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Veneration for the memory of Banyan has stimulated the Editors most anxious care to make this edition a correct/ac simile of what the Author himself published. Most of the notes are extracted from his other works, and throw a light upon those few passages which have proved difficult to young persons :— The certificate which was to be carried beyond the grave to the gates of the celestial city—the meaning of the lions—the House Beautiful—the giants—the fight with Apollyon—passage through death's dark valley in the midst of the pilgrimage, and many other adventures easily understood by the experienced Christian. In the Notes the extracts are numbered in conformity with the only correct list of Banyan's whole works arranged in chronological order as they were published. This list will be found on the last page of the Memoir. They amount to the amazing number of sixty distinct treatises, among which most admirable and useful productions, it would indeed be difficult to mark those which are the most striking. To render this invaluable book a blessing to the millions, by publishing it at a very moderate price, has necessarily much abridged the notes and the memoir. This humble effort to promote the interests of the

Redeemer's kingd< and the celestial


dicated to the youthful inquirer after the wicket-gate oted friend.




The history of mankind does not furnish so remarkable a memoir as that ot the prince of allegorists. From the most degraded state in the ranks of human nature, he was, by divine tuition, fitted to become an exalted minister of the gospel, a Christian hero, exhibiting that mighty conquest over sin and death by which the portals of life are opened to exquisite enjoyment and to an infinite and eternal extent. Born in deep poverty, left to run wild in demoralizing excesses, a ring-leader in vice, and a very curse to society; he was arrested by the stings of conscience, fixed and rankling in his heart. In vain were his efforts to smother his convictions, that he might rush on to perdition. The mighty hand of God was upon him, curbing his wild propensities, and converting the poor blasphemer into the energetic proclaimer of salvation, through the merits of the Redeemer. His whole career is beautifully portrayed by the Psalmist,—" Ye have lien among the pots," discoloured by smoke and soot," Yet shall ye be as the wings of a dove, covered with silver and her feathers with yellow gold." The bright and beautiful plumage of an eastern dove, glistening interchangeably as with polished silver and burnished gold.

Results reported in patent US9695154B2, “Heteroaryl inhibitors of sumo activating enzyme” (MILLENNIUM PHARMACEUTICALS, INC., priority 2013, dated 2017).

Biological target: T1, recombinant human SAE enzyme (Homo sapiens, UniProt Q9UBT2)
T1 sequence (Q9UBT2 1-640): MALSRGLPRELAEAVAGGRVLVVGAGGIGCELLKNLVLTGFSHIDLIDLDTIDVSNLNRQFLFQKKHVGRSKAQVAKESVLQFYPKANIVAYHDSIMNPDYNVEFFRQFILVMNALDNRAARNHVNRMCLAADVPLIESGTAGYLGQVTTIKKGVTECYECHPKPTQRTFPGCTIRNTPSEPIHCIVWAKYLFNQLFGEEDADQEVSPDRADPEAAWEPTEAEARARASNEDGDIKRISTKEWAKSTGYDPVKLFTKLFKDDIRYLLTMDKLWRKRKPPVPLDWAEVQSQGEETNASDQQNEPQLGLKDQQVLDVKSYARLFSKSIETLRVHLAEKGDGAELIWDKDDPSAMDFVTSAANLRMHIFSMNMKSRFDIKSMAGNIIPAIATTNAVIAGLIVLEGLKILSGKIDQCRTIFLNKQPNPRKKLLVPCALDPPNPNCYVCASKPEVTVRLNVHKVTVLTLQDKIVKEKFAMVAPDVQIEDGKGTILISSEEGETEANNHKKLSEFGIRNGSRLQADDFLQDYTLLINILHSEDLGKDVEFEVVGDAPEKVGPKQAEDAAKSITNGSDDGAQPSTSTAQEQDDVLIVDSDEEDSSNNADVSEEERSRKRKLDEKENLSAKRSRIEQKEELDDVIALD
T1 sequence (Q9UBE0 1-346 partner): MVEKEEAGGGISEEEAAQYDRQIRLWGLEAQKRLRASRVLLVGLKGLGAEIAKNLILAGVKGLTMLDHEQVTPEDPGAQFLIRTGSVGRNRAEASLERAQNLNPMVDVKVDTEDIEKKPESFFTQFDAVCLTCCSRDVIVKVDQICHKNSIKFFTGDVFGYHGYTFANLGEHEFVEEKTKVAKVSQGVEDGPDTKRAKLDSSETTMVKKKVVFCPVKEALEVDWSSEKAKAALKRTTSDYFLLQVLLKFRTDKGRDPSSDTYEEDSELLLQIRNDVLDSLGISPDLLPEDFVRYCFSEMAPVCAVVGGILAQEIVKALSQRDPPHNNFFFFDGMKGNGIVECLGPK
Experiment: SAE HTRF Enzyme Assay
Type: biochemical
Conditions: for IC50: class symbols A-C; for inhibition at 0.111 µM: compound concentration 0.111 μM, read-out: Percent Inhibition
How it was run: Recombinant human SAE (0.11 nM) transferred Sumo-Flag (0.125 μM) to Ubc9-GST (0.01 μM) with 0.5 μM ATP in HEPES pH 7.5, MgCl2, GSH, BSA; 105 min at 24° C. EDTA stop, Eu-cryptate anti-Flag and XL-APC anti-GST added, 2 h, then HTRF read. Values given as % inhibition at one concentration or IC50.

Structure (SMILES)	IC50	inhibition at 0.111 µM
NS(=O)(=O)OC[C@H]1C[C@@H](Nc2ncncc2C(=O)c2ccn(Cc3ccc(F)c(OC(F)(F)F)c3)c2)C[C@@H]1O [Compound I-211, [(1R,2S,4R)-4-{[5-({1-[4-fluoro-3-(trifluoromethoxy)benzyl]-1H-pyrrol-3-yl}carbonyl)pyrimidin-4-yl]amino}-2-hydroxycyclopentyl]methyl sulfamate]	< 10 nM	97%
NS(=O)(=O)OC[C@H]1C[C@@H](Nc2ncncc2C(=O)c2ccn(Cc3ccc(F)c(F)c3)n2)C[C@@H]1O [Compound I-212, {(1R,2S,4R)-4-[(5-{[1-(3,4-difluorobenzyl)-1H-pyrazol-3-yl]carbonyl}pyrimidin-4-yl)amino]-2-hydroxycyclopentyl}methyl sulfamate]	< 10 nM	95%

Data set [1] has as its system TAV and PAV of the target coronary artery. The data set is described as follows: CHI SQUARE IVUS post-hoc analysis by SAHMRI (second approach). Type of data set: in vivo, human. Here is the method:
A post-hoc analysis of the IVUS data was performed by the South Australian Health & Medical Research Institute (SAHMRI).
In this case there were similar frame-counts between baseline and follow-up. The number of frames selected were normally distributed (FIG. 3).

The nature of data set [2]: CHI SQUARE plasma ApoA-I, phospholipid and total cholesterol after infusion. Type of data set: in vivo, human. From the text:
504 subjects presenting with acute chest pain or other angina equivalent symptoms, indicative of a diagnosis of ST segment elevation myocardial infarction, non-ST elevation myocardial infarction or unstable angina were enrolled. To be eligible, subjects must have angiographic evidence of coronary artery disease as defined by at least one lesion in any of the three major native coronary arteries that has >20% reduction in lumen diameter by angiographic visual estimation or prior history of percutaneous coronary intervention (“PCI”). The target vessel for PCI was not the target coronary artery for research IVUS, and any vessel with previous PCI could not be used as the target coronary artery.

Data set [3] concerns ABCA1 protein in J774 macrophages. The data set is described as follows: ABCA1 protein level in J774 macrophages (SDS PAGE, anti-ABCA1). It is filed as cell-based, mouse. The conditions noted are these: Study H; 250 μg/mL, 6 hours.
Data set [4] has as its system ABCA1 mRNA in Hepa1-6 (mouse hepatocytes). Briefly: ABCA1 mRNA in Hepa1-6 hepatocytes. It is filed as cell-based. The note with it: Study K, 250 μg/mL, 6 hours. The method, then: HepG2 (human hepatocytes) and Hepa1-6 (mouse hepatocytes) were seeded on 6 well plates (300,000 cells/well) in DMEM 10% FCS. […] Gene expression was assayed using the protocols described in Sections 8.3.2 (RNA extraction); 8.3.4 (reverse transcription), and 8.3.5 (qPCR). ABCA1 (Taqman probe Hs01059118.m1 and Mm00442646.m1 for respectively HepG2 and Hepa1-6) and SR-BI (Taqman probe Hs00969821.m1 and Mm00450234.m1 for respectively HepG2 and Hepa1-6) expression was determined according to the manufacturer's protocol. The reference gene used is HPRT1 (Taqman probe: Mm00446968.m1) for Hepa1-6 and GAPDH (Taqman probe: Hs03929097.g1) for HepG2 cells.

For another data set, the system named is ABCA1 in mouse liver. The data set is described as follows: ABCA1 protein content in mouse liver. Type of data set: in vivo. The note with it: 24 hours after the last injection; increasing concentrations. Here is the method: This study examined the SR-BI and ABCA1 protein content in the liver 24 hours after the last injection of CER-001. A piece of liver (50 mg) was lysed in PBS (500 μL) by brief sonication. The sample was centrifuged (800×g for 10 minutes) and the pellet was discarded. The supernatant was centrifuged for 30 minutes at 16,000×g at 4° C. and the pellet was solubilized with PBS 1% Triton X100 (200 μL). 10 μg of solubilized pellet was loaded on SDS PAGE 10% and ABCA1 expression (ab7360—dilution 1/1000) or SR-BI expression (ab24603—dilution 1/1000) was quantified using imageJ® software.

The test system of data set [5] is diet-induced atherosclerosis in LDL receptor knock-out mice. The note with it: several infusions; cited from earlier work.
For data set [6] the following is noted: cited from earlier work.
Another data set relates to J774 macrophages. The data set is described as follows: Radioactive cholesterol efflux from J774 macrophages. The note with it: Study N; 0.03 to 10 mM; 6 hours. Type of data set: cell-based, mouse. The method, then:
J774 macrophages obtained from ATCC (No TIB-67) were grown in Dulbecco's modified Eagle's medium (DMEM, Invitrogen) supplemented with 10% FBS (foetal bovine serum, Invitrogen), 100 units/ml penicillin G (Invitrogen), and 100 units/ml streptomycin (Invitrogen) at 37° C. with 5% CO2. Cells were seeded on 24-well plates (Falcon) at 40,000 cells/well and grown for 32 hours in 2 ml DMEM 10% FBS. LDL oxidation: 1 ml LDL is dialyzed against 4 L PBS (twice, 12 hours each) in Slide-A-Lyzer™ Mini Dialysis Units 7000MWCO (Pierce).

The seventeenth century was a most eventful and important period. Every effort had been made to counteract the mighty efforts of the Reformation. Sunday sports and pastimes were commanded. In the midst of a struggle between the friends of Christianity and infidelity, Bunyan*.was born, in 1628, and his birth-year was honoured with R signal victory gained over lawless violence by the passing of the bill of rights. The sum of that act was, that " no man shall be taxed without the consent of Parliament, nor be arrested, imprisoned, or executed but by due course of law." Every attempt was made by the court to recover arbitrary power, to attain which, cruelties were perpetrated which rendered it still more odious. Laymen and clergymen renowned for learning and piety, for opposing the views of the court, had their ears cut off, noses slit, faces branded with red hot irons, publicly whipped ou the naked body, every lash bringing away the flesh, and then imprisoned with such cruelties, that when released, they could neither see, hear, nor walk. These cruelties were followed by a desolating civil war, which overwhelmed the country with demoralization and debauchery.

To stem these torrents of iniquity, God was pleased to raise up an army of Christian worthies, of spotless life and energetic character. Two of these pos. sessed creative geniuses, the one a decided Republican, whose sublime poem of Paradise Lost, has graced the literature of his country. The other as decided

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